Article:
What Causes Asphalt to Crack and Pothole in Winter and How to Fix It

When spring rolls around and the ice melts, what will the roads and parking lots you’ve worked on look like, and what does that mean for your business?

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Winter has long been the arch nemesis of asphalt roads and parking lots. The freeze/thaw cycle, salt, and snow plows -- especially when combined with traffic -- wreak absolute havoc on the condition of the asphalt. When the ice melts and spring rolls around, what will the roads and parking lots you’ve worked on look like? And what does that mean for your business?

First off, know that the pavement will be in worse condition than you saw it last fall. Hairline cracks will have expanded, areas with minor alligator cracking might now exhibit extensive alligatoring, and areas of slight depression or minor damage might easily be full-fledged potholes -- or potholes that were created and treated with temporary material during the winter.

Cracks that form in the pavement surface and are not properly sealed allow harmful substances to infiltrate the pavement -- water, impurities (chlorides, deicing chemicals, fuels), debris and sunlight -- that will accelerate failure of the pavement surface. 

Cracking Up

Cracks are a natural development in asphalt pavement due to oxidation, traffic loads and pavement deterioration. Cracks are inevitable, and neglect leads to accelerated cracking and potholing, further reducing pavement serviceability according to FHWA. So the first step of any crack repair operation is to evaluate the pavement to assess the extent and type of cracking present; only then can you determine the appropriate treatment(s). 

A post-winter evaluation might include the following (for roads and parking lots):

  • Is there more cracking than there was in the fall? If the answer is “Yes,” then there’s work to be done and you need to determine if the cracks can be treated by crack sealing or crack filling, they are different. Crack sealing is placement of specialized treatment materials (sealant) above or into cracks to prevent the intrusion of water and incompressibles into the crack. Crack filling is placement of ordinary materials (asphalt cement, sand, and emulsions) to fill the void and reduce infiltration of water into the crack.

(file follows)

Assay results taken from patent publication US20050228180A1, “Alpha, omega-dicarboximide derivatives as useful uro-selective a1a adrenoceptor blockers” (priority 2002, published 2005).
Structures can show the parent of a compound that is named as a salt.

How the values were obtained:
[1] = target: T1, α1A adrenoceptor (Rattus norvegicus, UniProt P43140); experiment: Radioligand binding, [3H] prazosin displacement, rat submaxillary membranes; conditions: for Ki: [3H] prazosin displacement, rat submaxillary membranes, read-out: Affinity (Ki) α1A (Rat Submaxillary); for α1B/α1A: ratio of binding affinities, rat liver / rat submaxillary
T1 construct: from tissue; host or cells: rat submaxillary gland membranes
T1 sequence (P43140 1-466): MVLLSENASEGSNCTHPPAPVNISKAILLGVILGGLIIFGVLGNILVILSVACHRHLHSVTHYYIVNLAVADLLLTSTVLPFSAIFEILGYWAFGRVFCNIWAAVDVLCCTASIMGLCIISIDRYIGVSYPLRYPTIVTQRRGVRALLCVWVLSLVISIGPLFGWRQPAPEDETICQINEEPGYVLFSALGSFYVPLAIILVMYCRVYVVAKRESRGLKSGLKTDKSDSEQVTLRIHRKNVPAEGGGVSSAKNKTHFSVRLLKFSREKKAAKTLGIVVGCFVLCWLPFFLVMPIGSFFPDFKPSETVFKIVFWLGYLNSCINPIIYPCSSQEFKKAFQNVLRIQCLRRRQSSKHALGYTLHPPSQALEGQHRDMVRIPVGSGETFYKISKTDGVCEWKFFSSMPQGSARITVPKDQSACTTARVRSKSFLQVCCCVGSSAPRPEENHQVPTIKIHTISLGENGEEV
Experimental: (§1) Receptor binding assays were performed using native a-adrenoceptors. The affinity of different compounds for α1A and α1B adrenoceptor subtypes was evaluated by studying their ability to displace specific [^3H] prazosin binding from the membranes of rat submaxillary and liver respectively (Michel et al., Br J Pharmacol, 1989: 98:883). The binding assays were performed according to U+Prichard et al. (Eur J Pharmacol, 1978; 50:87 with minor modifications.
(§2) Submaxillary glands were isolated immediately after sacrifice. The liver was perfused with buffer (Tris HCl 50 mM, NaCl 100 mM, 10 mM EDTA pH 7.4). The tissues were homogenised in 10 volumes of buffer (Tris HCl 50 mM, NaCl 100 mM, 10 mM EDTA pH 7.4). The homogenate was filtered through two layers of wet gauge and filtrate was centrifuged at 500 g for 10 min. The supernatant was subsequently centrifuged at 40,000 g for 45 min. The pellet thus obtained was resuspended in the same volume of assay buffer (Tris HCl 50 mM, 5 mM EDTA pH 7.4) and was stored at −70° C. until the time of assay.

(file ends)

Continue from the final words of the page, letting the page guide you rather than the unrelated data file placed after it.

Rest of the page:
• Are cracks that existed last fall larger? If so, make an effort to determine why that might be. If they were too small to repair, then there was nothing you could do and those cracks are now prime candidates for repair this spring. However…
  • If the cracks were repaired in the fall, what happened? Examine the sealant in the cracks to see why it is not performing as intended. Perhaps it wasn’t applied properly, or perhaps cracks weren’t properly prepared. Or it’s possible the pavement needs a higher-quality crack sealant to withstand winter abuse. There are numerous types of crack sealants available and it is important to match the qualities needed to the demands of the job such as climate, traffic, strength, flexibility and more. Contact your educated and experience local representative to find the best options for your situation.

Regardless of the reasons for asphalt cracking, those cracks now must be properly repaired. The ideal time to treat cracks is as soon as they appear in order to prevent as much damage as possible from occurring. Spring is a perfect time to assess damage and address it. Not repairing problems in pavement -- especially cracking -- can lead to premature deterioration, like potholes, which shortens pavement life.

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